It is easy to write off the CD surge as a one-off event. After all, the CD format is outpaced by the convenience of streaming. While streaming is not generally of the same quality as a CD, it is obviously good enough for the masses. There doesn’t seem to be an indicator that people might move from streaming back to the CD.

Except, well, there are a few. The jump back to CDs might not have anything to do with streaming – it lies in the current state of vinyl.

Vinyl is in the midst of a huge renaissance right now. Sales are huge, record stores have opened across the land and collectors are gleefully shoving handfuls of cash off for the sweet new limited pressing of their favorite acts. It was an unlikely resurrection, fueled in no small part by the much-reviled hipster of the late 00’s and early 10’s.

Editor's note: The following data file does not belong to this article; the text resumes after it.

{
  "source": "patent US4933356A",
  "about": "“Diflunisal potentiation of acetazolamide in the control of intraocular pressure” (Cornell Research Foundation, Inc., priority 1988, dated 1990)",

But there are signs of trouble on the horizon. Right now vinyl is expensive and only growing in price, much like everything else these days. The secondary market is out of reach for most collectors of modest means. And manufacturing plants are backed up enough that some albums are getting their vinyl release almost a year after the same album dropped on CD and streaming. Major players like Adele hogging limited production resources only exacerbate the vinyl supply problem.

I know this shit is getting expensive